As Donald Trump readies the historic announcement that the United States will recognize Jerusalem as Israel’s capital, the usual suspects are lining up to warn against it.
The Arab League was first off the mark.
Any move by the United States to recognize Jerusalem as Israel’s capital would fuel extremism and violence, Arab League Secretary-General Ahmed Aboul Gheit said on Saturday.
He spoke a day after a senior U.S. administration official said U.S. President Donald Trump was likely to make the announcement next week.
The Palestinians want Jerusalem as the capital of their future state, and the international community does not recognize Israel’s claim on all of the city, home to sites holy to the Jewish, Muslim and Christian religions.
Word of Trump’s planned announcement, which would deviate from previous U.S. presidents who have insisted the Jerusalem’s status must be decided in negotiations, has already drawn criticism from the Palestinian Authority.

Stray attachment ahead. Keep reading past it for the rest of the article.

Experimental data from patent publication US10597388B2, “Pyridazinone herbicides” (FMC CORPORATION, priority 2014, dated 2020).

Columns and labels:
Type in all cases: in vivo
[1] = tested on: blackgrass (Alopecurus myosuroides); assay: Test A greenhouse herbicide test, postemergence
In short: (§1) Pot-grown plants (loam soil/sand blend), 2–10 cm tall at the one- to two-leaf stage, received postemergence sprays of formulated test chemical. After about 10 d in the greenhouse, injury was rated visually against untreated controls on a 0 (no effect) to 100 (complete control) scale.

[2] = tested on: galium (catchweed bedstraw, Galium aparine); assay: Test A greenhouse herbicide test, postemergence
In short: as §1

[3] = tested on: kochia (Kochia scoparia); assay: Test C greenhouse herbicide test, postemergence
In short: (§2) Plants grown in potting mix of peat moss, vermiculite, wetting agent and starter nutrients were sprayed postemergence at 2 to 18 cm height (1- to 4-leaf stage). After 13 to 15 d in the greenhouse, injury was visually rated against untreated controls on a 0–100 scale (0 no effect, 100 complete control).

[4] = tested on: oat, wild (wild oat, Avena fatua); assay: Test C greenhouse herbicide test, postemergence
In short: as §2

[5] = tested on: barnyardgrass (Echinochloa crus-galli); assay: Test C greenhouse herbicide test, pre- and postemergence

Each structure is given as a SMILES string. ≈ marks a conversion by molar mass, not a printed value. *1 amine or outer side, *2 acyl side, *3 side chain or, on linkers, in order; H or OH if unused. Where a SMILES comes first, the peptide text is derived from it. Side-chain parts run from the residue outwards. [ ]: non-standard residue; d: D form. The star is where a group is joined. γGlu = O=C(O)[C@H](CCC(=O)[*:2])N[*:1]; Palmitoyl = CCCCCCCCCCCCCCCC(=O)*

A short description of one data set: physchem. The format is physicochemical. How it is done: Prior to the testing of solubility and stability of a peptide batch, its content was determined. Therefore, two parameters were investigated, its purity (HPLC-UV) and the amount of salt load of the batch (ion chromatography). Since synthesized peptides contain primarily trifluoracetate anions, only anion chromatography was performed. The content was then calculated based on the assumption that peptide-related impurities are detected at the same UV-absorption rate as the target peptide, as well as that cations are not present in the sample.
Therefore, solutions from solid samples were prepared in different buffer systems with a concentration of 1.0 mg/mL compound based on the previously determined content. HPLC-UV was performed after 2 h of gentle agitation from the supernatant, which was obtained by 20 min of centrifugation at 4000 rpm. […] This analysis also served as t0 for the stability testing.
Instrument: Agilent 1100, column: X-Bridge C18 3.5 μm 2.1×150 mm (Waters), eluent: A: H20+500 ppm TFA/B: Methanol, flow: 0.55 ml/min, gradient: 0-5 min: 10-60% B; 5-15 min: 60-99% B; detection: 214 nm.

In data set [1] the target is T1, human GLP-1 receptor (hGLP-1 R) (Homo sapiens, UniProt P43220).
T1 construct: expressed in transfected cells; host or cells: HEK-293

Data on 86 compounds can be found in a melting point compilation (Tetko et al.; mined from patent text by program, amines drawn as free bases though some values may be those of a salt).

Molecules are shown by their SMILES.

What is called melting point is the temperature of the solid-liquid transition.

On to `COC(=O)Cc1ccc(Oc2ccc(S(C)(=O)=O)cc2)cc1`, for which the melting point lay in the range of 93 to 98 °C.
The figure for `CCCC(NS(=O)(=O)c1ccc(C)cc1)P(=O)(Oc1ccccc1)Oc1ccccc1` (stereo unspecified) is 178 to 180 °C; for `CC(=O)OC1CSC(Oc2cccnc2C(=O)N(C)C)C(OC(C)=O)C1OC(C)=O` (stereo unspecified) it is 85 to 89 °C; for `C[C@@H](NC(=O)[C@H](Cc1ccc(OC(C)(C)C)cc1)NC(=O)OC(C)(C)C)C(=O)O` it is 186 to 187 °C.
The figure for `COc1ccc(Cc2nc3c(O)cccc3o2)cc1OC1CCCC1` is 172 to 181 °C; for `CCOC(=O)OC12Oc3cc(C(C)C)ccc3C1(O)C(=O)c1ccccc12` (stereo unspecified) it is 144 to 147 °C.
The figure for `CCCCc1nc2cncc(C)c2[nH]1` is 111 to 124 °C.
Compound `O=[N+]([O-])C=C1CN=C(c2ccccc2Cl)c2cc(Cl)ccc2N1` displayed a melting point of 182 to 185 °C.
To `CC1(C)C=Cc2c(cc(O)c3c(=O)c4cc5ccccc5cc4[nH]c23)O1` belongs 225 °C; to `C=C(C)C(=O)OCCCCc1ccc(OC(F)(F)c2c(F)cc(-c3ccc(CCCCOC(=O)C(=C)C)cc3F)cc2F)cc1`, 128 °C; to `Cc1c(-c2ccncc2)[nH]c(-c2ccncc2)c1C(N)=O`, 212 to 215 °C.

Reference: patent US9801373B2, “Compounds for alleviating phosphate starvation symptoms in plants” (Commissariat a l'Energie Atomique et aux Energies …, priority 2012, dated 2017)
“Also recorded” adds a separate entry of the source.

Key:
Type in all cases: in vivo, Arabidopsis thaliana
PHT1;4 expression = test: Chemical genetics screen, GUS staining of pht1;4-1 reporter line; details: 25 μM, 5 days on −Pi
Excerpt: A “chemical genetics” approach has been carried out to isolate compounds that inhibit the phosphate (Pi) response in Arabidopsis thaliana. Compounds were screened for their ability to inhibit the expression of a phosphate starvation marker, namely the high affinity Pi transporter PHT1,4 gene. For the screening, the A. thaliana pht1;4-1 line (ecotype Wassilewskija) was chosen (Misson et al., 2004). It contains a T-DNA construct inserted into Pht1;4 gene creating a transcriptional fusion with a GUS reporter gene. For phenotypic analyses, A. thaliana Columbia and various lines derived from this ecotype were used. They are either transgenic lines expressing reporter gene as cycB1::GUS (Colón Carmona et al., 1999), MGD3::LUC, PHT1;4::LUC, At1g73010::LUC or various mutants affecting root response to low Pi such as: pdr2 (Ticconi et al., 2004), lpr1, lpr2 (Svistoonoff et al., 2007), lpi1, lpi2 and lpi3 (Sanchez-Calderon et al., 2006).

“Today we say very clearly that taking such action is not justified … It will not serve peace or stability, but will fuel extremism and resort to violence,” Aboul Gheit said in a statement published on the Arab league’s website.
We should listen to Mr. Gheit. He and his fellow Arabs know all about resorting to violence, as they have three times since Israel’s birth in 1948.
But the reaction by the Palestinians is even more priceless.
No, this is not the opening of a comedy routine. He really did cite the “complete destruction” of something that doesn’t exist.
Speaking in Abbas’ presence, Habash said that “the world will pay the price” for any change in Jerusalem’s status.
In other words, if we don’t get our way, we’ll murder your children and blow up your cities.
Israel regards Jerusalem as its capital, a position nearly the entire world rejects, saying its status should be determined in peace talks with the Palestinians. The Palestinians claim the eastern part of the city as their future capital.
Um, no. The Palestinians claim the entire city of Jerusalem as their capital — not to mention claiming the land upon which the entire state of Israel currently exists. And if the entire world rejected Palestinian claims to Israeli land, peace would come a helluva lot quicker to that part of the world.
Trump is likely to hold off moving the U.S. embassy to Jerusalem as a sop to the Arabs. And, of course, the next president could always reverse Trump’s decision. But this is the most significant diplomatic move toward Israel in at least eight years and should help solidify the friendship between the two countries.